We interview Keyezua on her series “Stone Orgasms”, soon to be exhibited at Lagos Photo Festival 2015.
In 2010 Lagos Photo Festival launched as the first and only international photography festival in Nigeria, Africa’s booming economic centre. Over the course of a month the festival creates a platform for exhibition and discussion of the African design.
The sixth edition of Lagos Photo Festival Designing Futures, welcomes 22 international artists exploring identity, ecology and culture. As the opening of the festival quickly approaches on 24 October we interview each of the photographers to gain some understanding of their inspirations behind their works.
Keyezua’s daring, political and playful portrayal of sexuality has possesses a profound homage for African culture both contemporary and historically. As a graduate from the Royal Academy of Arts The Hague, she uses film, paintings, poems and sculptures to unfold contextual stories, in a universal capacity. At the upcoming Lagos Photo she will be exhibiting her work “Stone Orgasms”, an empowering series composed of strong fictional women who have survived female genital mutilation. To create “Stone Orgasms” Keyezua submerges herself in sorrow to be able to illustrate the image of a female survivor, she shares her process with us below.
What can we expect from your work at this year’s LagosPhoto?
Stone Orgasms, a collection of fictional women advocating against female genital mutilation, not as victims but as survivors.
What themes did you explore?
The female body, orgasms as a stone, abused and destroyed body parts after female genital mutilation. It is a combination of the genital mutilation procedure, the damage to the body and the reaction of it physically and emotionally.
What are some of your greatest inspirations? What were some of your inspirations for the work you will be exhibiting in Lagos?
Painful emotions are my greatest inspiration, especially if it makes me wonder how close hell must be from earth for people to suffer how they suffer today. For Stone Orgasms, I was full of painful emotions and I did not know how to react to FGM. 125 million of women and girls are damned to live with the physical and emotional scars, so I had to find 125 million expressions and put them in the small details of the images. I wanted to create a voice but I could not hear myself clearly. In anger I decided to create women that would speak about FGM without being stigmatized as victims, I asked myself: what is the face of a survivor? How does it feel when you touch it, who are these women after genital mutilation and slowly, day by day the images became clear.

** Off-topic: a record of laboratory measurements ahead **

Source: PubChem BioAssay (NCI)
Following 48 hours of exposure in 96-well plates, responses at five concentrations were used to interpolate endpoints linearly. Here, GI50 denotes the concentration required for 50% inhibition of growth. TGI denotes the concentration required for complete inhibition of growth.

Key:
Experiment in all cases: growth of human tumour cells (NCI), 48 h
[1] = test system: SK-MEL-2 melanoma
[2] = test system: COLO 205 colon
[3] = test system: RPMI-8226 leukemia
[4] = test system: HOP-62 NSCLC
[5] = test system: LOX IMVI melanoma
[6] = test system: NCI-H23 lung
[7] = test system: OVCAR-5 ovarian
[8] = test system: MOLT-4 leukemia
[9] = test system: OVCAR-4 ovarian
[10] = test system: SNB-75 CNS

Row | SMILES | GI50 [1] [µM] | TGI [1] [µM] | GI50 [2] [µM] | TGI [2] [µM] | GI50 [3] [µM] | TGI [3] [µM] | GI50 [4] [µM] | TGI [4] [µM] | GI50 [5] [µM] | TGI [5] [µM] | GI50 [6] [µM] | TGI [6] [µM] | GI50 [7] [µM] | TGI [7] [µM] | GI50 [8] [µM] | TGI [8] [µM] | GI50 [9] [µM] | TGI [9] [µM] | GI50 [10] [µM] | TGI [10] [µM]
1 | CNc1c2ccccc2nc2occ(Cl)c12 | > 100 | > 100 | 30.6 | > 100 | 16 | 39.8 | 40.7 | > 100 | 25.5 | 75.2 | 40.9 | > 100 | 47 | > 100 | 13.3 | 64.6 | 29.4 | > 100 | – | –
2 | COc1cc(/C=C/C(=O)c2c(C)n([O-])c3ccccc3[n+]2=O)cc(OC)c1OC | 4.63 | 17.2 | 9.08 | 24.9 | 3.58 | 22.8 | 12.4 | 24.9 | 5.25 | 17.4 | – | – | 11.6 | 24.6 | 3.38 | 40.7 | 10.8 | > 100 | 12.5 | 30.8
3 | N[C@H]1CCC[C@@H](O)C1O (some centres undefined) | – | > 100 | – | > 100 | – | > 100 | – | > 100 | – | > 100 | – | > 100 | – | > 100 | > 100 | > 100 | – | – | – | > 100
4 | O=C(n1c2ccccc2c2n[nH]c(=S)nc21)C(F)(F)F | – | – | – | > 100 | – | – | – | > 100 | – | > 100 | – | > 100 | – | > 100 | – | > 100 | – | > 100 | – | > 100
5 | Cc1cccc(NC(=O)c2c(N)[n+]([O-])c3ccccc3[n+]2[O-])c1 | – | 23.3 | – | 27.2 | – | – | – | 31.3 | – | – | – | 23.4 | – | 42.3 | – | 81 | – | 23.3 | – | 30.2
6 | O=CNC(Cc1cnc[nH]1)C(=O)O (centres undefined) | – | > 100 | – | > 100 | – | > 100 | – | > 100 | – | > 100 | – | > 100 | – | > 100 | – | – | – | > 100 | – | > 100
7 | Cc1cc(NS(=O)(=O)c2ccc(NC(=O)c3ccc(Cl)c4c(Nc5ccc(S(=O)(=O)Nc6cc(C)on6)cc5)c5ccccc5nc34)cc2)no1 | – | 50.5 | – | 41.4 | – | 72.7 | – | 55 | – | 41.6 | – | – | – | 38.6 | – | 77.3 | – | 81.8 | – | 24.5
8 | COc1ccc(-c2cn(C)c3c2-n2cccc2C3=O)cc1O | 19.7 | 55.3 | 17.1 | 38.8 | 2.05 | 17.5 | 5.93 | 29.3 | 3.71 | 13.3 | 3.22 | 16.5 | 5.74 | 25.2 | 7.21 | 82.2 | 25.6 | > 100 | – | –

What was your creation process like and how long was preparation?
I don’t believe in preparing my work, I am always waiting for the right feeling to come, sometimes it never arrives on time. As a woman that celebrates the freedom of sexuality and that respects the body as a holy temple, I was very sensitive and afraid to touch on something that might not be for me, Keyezua, to give it a voice. I continued for weeks and the more images I completed the more I gave myself the authority to continue.
What do you do when you hit a creative roadblock?
I immediately react with the use of a new material. Give my hands things to hold until I find the perfect strength to proceed or start all over again. Sometimes it happens all in my mind and until the images in my mind are not complete, nothing is exposed, is part of the road.
How does it feel to be presenting your work during LagosPhoto?
I no longer need to use the small window to enter this stage of my life, it is a great exposure and chance to learn and interact with artists from all over the world that are focusing on Africa with innovative images. I never visited Lagos before but I heard about the energy this city can produce, excited to charge my creative luggage with it and go back home with a new vision.
How can having a collective of African creativity be important?
It is important to be accepted at home first. I consider Nigeria the home of African art, from ancient sculptures to contemporary art, Nigerian artists have developed eloquent works of art.
I believe this collective will help each artist give a better shape of the road to go forward, on how to talk, depict Africa as a continent, today. African stories no longer need to be misunderstood because the images that artists are creating are an invitation to a never-ending, constructive debate. We all have our ways, traditions and images of what it is and what it needs to become but often we don’t have the opportunity to have artists of different nationalities reflecting on it, most of the times when such exhibitions happen, it takes place outside of Africa.
What do you feel is the role of art and photography in African development?
It challenges the mind and reshapes what is “US” as Africans or people that feel connected to the continent. It is not just art, it is a chance to have our society carefully analyzing how artists are reinventing Africa. It educates each of us in a different way, a tool that forces one to rethink our answers about certain African topics.
For More on Keyezua
For More on Lagos Photo Festival 2015